COMICS, MOVIES, MUSIC, TV, GAMES & NERD LIFE

 You can check out our full photo gallery from the show including Slayer, Anthrax and  Death Angel byclicking here

Deep in the Mississippi Delta on a Friday night, only a few miles north of the fabled crossroads where Robert Johnson sold his soul to the devil and less than an hour from Graceland, legendary mansion of the king of rock and roll, in a casino, I'm laughing with a bachelorette party about why they love thrash metal, all while Anthrax plays on a pentagram-covered stage in the background...it was a pretty interesting night.

So just who comes to see a thrash metal show in the Mississippi Delta? That was the question I asked myself on the way to Tunica to see Slayer, Anthrax and Death Angel play the Horseshoe Casino. In a land where radio is dominated by Country, Christian and Classic Rock, can a metal show actually bring out fans?

At the show I talked to Patrick and Jaimie, a couple from Tupelo. Patrick’s been a fan of Slayer since before he was old enough to buy their music.


"When Decade of Aggression came out I went to the record store to buy it. The guy behind the counter wouldn't sell it to me because I was only about 12 years old," Patrick said. "So I stole it! I had to have that album and he wouldn't let me, so I did what I had to do."

Patrick went on to tell me about how easy it is to connect with other metal fans. "When you are at a show there's this camaraderie. You meet another metal-head and suddenly you have a friend for life."

Jaimie said that in contrast to the frantic beat and loud guitars, metal actually has a calming effect on her. "My dad first got me into metal when I was a kid," she said. "Now it calms me. I put on some metal everyday and it just gets me going, y'know?"

I spotted a white-haired lady in a red polo who looked a bit out of place. I introduced myself and asked her if she was a Slayer fan. She wasn’t. Her name was Nancy, she's from Tahoe, and she comes out to visit her boyfriend Lowell in Memphis. They mostly stick to classic rock. I told her I’d come back later to see what she thought of the bands.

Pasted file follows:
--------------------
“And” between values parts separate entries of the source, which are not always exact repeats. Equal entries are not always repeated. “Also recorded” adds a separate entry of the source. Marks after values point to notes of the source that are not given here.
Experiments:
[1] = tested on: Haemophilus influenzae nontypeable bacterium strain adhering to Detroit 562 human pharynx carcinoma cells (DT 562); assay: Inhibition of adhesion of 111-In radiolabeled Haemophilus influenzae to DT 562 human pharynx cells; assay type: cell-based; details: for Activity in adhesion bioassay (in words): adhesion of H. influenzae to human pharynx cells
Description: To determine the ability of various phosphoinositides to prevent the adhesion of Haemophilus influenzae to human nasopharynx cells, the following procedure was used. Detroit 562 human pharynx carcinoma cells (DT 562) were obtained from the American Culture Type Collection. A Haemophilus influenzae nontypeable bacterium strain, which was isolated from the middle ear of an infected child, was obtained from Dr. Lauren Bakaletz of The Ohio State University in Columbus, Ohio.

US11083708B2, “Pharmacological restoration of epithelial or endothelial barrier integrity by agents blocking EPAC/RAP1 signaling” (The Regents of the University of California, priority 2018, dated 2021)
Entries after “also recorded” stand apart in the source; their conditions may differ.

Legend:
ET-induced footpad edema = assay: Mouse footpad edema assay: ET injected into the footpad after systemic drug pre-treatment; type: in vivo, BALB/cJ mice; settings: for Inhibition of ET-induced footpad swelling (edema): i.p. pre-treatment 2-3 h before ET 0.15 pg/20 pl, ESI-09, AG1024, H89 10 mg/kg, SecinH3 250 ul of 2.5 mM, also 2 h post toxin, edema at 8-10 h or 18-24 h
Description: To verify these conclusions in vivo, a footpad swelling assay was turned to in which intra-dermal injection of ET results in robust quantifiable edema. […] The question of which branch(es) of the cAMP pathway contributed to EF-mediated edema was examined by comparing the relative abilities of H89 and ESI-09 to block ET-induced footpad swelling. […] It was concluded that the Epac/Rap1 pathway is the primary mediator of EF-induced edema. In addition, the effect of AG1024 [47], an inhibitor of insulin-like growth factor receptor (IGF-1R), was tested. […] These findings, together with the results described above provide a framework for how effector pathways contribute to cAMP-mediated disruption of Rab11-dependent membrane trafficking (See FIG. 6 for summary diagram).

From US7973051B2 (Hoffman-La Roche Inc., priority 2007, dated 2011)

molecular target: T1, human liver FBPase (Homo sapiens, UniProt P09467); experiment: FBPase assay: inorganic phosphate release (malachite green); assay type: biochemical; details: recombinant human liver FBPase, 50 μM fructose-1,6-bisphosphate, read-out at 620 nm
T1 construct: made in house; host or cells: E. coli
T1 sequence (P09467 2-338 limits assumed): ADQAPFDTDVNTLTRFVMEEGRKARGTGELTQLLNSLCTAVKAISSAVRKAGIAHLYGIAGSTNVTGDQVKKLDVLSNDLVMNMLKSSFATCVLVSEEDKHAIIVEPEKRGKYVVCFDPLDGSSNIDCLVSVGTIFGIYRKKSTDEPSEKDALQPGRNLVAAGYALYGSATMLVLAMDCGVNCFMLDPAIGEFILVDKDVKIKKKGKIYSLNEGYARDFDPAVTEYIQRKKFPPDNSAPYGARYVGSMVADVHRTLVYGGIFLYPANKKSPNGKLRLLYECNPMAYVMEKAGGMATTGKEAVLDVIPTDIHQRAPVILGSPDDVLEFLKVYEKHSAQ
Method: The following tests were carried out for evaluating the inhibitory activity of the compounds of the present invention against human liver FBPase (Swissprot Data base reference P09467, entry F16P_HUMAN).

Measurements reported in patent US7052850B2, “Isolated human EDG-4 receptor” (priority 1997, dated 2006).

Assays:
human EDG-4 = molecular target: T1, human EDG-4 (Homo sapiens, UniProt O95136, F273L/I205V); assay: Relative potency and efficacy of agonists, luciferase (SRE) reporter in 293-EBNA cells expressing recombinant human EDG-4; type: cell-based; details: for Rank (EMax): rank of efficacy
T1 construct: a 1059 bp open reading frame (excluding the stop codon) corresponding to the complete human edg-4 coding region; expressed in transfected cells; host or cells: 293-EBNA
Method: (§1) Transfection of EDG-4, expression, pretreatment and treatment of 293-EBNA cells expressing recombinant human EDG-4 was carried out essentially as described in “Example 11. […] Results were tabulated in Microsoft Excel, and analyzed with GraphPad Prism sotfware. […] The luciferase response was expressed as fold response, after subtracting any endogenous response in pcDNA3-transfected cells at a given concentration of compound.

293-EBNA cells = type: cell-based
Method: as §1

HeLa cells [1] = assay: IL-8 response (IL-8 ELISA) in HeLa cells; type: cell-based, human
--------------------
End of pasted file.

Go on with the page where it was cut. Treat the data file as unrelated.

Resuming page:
Soon the lights went down and Death Angel opened the show with a solid set of heavy thrash metal. After they finished, I wandered over to Nancy and asked what she thought. She told me "You can't be bald and be in that band! Lotta hair! It was interesting, but not my thing." Fair enough. I told her not to worry, both of the other bands tonight did in fact have bald guys on the roster!

I saw a guy wearing a homemade Slayer shirt and introduced myself. His name was Joey and his wife, Anna, made the shirt with pictures of him meeting Slayer at previous shows. He loves metal "because it gets your blood moving."

They've been together for a year and both enjoy live metal. When they first started dating Joey gave Anna's son Kelly some metal CDs. Kelly is autistic, and Anna says the metal helps him focus and calm down sometimes. They took him to Voodoo Fest in 2015, and Kelly's been to many shows since.

Later, during the Anthrax set, I saw a small bachelorette party come in! The bride-to-be, Kat, was flanked by bridesmaids Leah and Heather. It was Kat's idea to see Slayer. She's been a fan for 20 years, but this was her first Slayer concert.

I asked what her fiancé thought about her seeing Slayer. "Well, our musical tastes don't really match up," Kat told me laughing. "He likes country, so..."

Anthrax wrapped up and I struck up a conversation with a family: Christine, Adam, Meghan (Adam’s girlfriend), and Shawn.

I asked whose idea it was to come see Slayer together and Christine let me know right away, "This was Shawn's idea! Although metal is growing on me."

Meghan said a metal show is different from other concerts.

"It sorta has this feel like we're all in this together," she told me. "There's an understanding. It's hard core, but there's respect."

I head back over to Nancy to see what she thought of Anthrax. She said, "I don't think you need a totally foul mouth to be a good musician, but they are talented." Oh, Nancy.

Slayer finally came on and delivered a show filled with loud riffs and hammering metal. In the crowd there was a bit of moshing going on, but nothing really wild or out of control, just earnest and energetic. The crowd was just reacting to the music...and to life. 

Almost everyone there was basking in the release of being in a place where it was ok to be themselves. Everyone was a part of the same group: metal fans. They could jump around, bang their head, throw some horns, whatever, and it's all good. And that, friends, is a rare commodity. When you can find that space, you have to relish and enjoy it because it won't last forever.

The crowd was moving together; a sea of people with a rotating swirl where the kids continued to mosh. Fans were shoving and bouncing and running in a sort of communal catharsis.

Metal brings people from every walk of life together under one big tent and says, "Tonight we are all family! Tonight we are brothers and sisters in metal!"

When the lights came up, I looked for Nancy, but she and Lowell were gone. I waved goodnight to some of my new friends, and then I saw Shawn and company. Shawn's glasses broke in the pit, while Adam ended up with a bit of a shiner. I guess metal is as metal does...even in the Delta.

 

 

Patrick